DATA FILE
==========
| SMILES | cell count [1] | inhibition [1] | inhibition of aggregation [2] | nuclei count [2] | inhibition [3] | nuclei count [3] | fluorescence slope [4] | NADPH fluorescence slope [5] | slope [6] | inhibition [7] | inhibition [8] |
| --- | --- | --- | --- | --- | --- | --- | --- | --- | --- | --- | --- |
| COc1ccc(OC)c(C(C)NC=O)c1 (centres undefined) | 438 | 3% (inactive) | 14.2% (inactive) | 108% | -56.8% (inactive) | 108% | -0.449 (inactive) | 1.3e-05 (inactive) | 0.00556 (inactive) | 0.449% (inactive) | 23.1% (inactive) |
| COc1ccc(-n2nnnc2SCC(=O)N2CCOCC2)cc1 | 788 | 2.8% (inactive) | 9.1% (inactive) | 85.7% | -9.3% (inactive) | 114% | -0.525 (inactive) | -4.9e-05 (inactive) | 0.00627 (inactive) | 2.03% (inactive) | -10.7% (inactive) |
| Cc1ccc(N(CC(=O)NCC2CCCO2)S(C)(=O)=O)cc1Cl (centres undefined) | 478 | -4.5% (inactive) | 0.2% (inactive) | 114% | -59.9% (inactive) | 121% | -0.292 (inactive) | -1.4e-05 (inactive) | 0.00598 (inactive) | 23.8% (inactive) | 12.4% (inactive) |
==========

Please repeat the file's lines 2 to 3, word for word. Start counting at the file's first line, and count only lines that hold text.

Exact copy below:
| --- | --- | --- | --- | --- | --- | --- | --- | --- | --- | --- | --- |
| COc1ccc(OC)c(C(C)NC=O)c1 (centres undefined) | 438 | 3% (inactive) | 14.2% (inactive) | 108% | -56.8% (inactive) | 108% | -0.449 (inactive) | 1.3e-05 (inactive) | 0.00556 (inactive) | 0.449% (inactive) | 23.1% (inactive) |